Immigration New Zealand is standing by its decision to grant a visa to the partner of Green MP Ricardo Menéndez March and says the application was treated "like any other".
Immigration NZ head Greg Patchell yesterday said he would look into the case after National MPs queried, during a Parliamentary select committee meeting, whether there had been any special treatment.
In a statement to RNZ, a department spokesperson said Patchell was not across all the case details at the time, but had since reviewed the file.
"[He] can confirm that the application was processed in the normal manner via an authorised decision maker and was approved as it met immigration instructions", the statement said.
"No escalations or interventions occurred as the application was treated like any other for that category. "
Menéndez March's partner - who was living in Mexico - was invited to apply for a visa on 3 December last year. He was granted a six-month visitor visa on 11 January and arrived in New Zealand, with Menéndez March, in February.
According to Immigration NZ's website, an applicant for this visa category must provide proof that they are in a "genuine and stable relationship" with a New Zealand citizen or resident.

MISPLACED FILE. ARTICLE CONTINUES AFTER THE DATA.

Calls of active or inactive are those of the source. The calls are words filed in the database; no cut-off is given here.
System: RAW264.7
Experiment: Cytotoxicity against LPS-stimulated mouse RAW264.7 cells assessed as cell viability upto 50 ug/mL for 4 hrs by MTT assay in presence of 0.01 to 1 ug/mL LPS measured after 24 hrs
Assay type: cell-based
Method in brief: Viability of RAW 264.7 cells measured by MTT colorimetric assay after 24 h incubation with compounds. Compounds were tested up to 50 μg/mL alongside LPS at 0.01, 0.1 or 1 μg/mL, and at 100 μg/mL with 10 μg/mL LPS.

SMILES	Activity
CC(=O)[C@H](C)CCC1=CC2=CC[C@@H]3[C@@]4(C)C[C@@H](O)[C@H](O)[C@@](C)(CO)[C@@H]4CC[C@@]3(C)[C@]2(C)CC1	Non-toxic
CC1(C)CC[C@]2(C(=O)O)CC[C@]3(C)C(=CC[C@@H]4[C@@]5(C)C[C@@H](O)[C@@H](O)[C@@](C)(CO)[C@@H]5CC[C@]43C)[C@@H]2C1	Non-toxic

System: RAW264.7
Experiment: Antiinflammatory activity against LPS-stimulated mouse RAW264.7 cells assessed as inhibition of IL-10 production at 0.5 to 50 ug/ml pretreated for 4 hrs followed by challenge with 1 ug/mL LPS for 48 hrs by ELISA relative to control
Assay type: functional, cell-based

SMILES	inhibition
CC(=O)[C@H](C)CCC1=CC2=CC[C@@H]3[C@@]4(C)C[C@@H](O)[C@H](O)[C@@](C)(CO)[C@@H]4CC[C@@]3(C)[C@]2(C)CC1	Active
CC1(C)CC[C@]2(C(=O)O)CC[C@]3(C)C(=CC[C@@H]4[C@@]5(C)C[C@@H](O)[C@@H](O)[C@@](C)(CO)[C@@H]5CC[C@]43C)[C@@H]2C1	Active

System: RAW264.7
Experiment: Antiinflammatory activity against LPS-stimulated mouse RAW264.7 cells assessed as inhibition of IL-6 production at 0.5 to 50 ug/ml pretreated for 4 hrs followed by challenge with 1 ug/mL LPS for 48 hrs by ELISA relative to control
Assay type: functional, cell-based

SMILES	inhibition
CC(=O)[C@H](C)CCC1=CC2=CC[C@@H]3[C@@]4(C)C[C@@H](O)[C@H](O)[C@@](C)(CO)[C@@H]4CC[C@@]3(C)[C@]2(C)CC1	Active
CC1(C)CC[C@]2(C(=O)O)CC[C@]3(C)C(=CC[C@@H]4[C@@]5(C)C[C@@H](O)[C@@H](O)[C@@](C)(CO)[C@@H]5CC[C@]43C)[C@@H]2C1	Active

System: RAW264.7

The evidence can include details of previous shared living arrangements, travel movements, and other documents "showing a commitment to a shared life".
During Thursday's select committee hearing, Patchell appeared to confirm that an applicant would have to be living with their partner to be eligible.
"If a couple were domiciled in two houses, in two countries, and they simply stayed with each other on holiday every now and again, would that not then meet the 'living together' instruction?" National Party MP Erica Stanford asked.
Patchell said he was not familiar with the specific requirements, but went on: "In the situation you've described ... it probably wouldn't meet the criteria."
Asked to clarify the visa's preconditions, Immigration NZ told RNZ the applicant would have had to meet the "living together requirements as outlined in the relevant immigration instructions".
"The relevant instructions of this category were met," a spokesperson said.
Speaking to RNZ on Thursday, Menéndez March confirmed the couple had presented "a really comprehensive package" to Immigration NZ late last year.
"We lived together for several months [in Mexico before the pandemic] and obviously enough for Immigration New Zealand to be satisfied," he said.
"Obviously, our goal would've been... to cohabit throughout 2020, but the pandemic has just meant that that wasn't the case."
Menéndez March said he was confident both his partner and immigration officials had followed "due process".